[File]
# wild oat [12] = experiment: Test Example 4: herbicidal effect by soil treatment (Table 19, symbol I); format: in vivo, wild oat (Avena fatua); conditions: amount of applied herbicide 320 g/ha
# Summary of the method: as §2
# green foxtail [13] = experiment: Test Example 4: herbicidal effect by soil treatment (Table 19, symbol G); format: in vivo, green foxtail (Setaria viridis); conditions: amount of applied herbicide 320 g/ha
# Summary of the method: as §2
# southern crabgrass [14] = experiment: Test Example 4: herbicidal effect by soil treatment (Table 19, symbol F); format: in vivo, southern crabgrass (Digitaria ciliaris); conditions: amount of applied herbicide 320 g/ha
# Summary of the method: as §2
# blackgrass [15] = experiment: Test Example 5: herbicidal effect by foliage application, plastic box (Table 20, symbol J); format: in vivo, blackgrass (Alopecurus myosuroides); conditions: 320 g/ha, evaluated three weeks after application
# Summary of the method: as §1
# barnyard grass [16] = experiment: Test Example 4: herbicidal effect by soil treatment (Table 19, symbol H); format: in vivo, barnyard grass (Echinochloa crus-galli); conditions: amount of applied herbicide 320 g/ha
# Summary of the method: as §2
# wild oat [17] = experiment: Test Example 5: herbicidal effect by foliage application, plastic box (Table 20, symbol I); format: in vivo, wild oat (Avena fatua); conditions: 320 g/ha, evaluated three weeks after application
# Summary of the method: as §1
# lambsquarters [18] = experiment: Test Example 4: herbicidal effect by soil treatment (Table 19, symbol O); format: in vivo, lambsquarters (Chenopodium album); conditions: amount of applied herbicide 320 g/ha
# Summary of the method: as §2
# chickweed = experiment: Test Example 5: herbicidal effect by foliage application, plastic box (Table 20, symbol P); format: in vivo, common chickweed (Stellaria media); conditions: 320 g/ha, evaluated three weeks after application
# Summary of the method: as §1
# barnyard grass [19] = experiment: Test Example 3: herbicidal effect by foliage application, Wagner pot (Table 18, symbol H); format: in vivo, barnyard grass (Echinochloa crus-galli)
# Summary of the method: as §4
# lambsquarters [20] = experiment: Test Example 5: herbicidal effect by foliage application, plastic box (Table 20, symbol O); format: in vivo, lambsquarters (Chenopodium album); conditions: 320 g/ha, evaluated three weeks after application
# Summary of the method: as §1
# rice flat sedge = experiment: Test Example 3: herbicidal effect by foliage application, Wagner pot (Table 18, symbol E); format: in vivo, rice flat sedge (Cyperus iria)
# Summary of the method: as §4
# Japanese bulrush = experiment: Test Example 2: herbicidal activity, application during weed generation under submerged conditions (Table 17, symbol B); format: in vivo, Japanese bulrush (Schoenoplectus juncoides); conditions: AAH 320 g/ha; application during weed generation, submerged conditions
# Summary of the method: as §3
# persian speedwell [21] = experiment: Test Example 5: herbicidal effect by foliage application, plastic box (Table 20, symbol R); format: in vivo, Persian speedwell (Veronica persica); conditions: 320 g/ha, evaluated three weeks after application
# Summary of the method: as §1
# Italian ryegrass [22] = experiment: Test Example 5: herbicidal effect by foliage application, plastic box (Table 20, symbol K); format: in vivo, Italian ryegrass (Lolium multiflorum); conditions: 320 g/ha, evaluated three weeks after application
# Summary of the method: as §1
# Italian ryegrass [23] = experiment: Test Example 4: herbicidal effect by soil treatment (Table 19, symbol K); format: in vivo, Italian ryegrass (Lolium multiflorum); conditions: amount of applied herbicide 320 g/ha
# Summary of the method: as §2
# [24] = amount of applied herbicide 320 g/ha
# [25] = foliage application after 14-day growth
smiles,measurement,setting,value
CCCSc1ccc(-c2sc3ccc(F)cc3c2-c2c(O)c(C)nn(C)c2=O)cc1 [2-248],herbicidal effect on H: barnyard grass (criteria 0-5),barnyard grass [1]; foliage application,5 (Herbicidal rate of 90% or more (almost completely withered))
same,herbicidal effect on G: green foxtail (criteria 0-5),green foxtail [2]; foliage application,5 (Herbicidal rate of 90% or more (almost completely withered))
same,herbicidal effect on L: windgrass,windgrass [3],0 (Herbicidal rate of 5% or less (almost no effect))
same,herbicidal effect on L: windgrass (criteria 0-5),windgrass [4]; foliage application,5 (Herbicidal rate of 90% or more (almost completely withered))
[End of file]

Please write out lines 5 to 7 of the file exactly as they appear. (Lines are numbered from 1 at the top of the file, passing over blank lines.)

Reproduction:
# southern crabgrass [14] = experiment: Test Example 4: herbicidal effect by soil treatment (Table 19, symbol F); format: in vivo, southern crabgrass (Digitaria ciliaris); conditions: amount of applied herbicide 320 g/ha
# Summary of the method: as §2
# blackgrass [15] = experiment: Test Example 5: herbicidal effect by foliage application, plastic box (Table 20, symbol J); format: in vivo, blackgrass (Alopecurus myosuroides); conditions: 320 g/ha, evaluated three weeks after application